Image Ethics In Shakespeare And Spenser by J. KnappImage Ethics In Shakespeare And Spenser by J. Knapp

Image Ethics In Shakespeare And Spenser

byJ. Knapp, James A Knapp

Hardcover | January 26, 2011

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Image Ethics in Shakespeare and Spenser is a study of the connection between visuality and ethical action in early modern English literature.  Focusing on works by Shakespeare and Spenser, this book  details varying attitudes toward the development of ethical human subjectivity at a moment when basic assumptions about perception and knowledge were breaking down.  Knapp places early modern debates over the value of visual experience in determinations of truth and ethical action into dialog with subsequent (and on-going) philosophical efforts to articulate an ethics that accounts for visual experience. 

James A. Knapp is Associate Professor and Edward L. Surtz, S.J. Professor of Shakespeare and Textual Studies at Loyola University Chicago.  He is the author of Illustrating the Past in Early Modern England: The Representation of History in Printed Books. His essays on Shakespeare, visual culture, and early modern literature have appea...
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Title:Image Ethics In Shakespeare And SpenserFormat:HardcoverDimensions:244 pagesPublished:January 26, 2011Publisher:Palgrave Macmillan USLanguage:English

The following ISBNs are associated with this title:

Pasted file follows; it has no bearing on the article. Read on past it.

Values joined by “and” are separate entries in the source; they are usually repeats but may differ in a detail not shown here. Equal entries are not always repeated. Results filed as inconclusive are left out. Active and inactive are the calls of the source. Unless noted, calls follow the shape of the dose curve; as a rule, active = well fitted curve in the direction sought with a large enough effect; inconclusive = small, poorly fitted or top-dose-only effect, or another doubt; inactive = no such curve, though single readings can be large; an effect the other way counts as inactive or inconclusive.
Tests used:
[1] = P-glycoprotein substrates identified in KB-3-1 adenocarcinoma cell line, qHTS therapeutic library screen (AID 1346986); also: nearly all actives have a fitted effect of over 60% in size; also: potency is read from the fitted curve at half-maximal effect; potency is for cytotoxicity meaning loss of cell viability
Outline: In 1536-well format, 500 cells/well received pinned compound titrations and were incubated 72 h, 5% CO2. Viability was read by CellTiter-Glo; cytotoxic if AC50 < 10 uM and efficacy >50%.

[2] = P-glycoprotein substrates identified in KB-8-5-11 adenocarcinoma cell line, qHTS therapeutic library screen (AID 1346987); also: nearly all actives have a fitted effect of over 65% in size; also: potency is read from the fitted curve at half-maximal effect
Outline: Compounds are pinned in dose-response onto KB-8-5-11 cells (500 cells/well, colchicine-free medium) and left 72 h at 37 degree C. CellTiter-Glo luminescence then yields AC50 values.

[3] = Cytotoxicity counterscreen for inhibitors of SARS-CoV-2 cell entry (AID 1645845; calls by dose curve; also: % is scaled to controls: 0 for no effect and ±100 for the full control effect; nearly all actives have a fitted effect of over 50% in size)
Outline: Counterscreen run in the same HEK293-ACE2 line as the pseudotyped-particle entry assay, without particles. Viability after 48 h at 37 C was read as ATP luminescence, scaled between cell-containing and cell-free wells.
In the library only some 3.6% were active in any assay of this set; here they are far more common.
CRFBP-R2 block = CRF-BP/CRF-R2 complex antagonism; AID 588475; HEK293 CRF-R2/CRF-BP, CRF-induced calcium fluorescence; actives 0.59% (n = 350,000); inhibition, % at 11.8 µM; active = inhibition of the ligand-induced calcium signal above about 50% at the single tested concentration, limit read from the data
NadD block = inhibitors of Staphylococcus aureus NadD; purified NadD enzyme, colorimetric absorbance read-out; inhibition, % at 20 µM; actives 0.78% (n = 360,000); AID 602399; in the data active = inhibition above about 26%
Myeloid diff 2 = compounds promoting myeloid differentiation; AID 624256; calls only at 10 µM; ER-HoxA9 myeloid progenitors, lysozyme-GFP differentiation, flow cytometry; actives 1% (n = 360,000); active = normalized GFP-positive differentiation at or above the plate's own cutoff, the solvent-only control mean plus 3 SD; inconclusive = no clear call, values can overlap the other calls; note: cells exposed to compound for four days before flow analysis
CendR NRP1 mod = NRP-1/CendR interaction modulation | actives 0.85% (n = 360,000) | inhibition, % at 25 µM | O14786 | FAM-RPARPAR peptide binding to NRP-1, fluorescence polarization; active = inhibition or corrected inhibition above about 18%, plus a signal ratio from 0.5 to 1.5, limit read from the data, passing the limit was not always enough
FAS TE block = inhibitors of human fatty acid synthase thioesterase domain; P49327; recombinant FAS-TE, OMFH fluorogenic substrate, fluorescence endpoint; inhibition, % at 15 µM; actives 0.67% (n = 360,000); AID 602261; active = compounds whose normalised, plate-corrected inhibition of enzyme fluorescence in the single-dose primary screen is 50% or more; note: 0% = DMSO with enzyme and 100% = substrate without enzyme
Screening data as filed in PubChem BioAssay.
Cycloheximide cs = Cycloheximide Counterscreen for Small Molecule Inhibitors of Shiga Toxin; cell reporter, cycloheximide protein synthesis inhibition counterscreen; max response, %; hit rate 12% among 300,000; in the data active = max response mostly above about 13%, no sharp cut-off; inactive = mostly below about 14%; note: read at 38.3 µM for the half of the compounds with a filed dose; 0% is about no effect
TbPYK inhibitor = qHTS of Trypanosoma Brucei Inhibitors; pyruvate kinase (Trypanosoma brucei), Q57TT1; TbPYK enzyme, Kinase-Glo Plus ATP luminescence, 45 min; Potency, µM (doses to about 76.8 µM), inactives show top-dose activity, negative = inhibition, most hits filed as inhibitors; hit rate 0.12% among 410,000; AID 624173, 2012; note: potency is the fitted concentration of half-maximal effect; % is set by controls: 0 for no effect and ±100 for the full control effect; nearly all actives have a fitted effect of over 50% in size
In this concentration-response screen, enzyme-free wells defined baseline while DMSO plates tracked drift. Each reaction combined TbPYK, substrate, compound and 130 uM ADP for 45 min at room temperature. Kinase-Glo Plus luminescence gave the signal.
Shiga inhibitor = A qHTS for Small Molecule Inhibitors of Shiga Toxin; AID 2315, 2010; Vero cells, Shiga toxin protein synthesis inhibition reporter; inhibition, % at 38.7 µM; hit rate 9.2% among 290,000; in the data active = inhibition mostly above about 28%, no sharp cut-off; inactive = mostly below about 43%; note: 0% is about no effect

ISBN - 10:0230108091

ISBN - 13:9780230108097

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Table of Contents

Introduction: Image Ethics * Harnessing the Visual: From Illustration to Ekphrasis * From Visible to Invisible: Spenser’s “Aprill” and Messianic Ethics * Looking for Ethics in Spenser’s Faerie Queene * “To look, but with another’s eyes”: Translating Vision in A Midsummer Night’s Dream * The Ethics of Temporality in Measure for Measure * “Ocular proof” and the Dangers of the Perceptual Faith * “Disliken the truth of your own seeming”: Visual and Ethical Truth in The Winter’s Tale

Editorial Reviews

"More than any other book in recent Renaissance studies, Knapp’s makes a convincing case for the need to return to the riches of phenomenology, not for the sake of making the Renaissance 'relevant' to contemporary debates (although he does this admirably), but so that we can see the convergence of both periods on basic questions about the body, sympathy, reason, and vision—questions that have occupied philosophical and religious discourse for a very long time."--Michael Witmore, Professor of English, University of Wisconsin, Madison"Image Ethics in Shakespeare and Spenser represents a profound and thoughtful engagement with the drama of moral decision in Shakespeare and Spenser. Working with philosophical, theological, and scientific texts from both Renaissance letters and contemporary thought, Knapp movingly demonstrates the intimate role that mental and physical images play in an embedded and embodied ethics experienced in time. Throughout this book, Knapp reads Scripture not for dogmatic prescriptions but for phenomenological accounts of how we live and love through acts of looking."--Julia Reinhard Lupton, The University of California, Irvine